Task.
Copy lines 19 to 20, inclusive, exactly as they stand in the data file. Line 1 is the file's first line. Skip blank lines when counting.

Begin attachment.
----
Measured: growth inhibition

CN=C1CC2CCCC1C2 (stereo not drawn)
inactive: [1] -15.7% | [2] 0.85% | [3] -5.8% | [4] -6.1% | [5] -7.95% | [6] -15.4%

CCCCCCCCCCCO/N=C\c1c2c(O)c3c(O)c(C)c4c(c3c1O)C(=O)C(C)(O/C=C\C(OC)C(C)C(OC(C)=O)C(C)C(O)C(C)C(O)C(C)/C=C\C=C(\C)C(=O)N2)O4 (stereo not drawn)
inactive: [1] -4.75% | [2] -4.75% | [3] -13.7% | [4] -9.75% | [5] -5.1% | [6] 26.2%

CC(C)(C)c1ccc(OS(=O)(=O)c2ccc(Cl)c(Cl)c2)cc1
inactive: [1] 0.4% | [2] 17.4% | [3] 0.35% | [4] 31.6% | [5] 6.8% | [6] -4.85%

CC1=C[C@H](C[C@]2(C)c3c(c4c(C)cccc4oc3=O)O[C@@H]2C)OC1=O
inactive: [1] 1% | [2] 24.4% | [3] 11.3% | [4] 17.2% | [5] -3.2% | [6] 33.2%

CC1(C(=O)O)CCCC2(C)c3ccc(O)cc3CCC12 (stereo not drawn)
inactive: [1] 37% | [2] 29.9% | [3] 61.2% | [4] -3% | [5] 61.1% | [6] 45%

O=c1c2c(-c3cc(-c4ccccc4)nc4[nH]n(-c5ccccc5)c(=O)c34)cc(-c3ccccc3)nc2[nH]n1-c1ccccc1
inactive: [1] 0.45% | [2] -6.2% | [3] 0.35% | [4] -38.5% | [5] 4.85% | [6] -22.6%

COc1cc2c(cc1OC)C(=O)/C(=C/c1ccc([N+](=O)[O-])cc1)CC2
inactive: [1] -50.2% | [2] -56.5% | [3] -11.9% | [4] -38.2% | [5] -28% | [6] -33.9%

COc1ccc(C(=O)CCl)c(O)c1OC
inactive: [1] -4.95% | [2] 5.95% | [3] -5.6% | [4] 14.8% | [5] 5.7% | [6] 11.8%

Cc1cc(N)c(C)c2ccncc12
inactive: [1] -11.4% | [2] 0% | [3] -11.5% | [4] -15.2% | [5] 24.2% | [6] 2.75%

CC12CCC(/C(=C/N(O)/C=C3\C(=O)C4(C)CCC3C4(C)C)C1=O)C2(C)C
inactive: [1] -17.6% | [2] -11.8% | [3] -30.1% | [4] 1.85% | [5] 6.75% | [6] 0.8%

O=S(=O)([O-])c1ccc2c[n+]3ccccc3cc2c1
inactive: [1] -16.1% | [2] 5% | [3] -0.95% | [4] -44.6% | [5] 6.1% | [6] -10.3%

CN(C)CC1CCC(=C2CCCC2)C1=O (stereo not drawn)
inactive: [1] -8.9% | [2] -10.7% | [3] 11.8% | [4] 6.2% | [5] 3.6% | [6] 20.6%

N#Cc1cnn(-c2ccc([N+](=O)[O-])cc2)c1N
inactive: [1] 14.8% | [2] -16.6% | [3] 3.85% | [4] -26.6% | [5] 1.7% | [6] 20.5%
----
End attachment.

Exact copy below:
inactive: [1] -11.4% | [2] 0% | [3] -11.5% | [4] -15.2% | [5] 24.2% | [6] 2.75%

CC12CCC(/C(=C/N(O)/C=C3\C(=O)C4(C)CCC3C4(C)C)C1=O)C2(C)C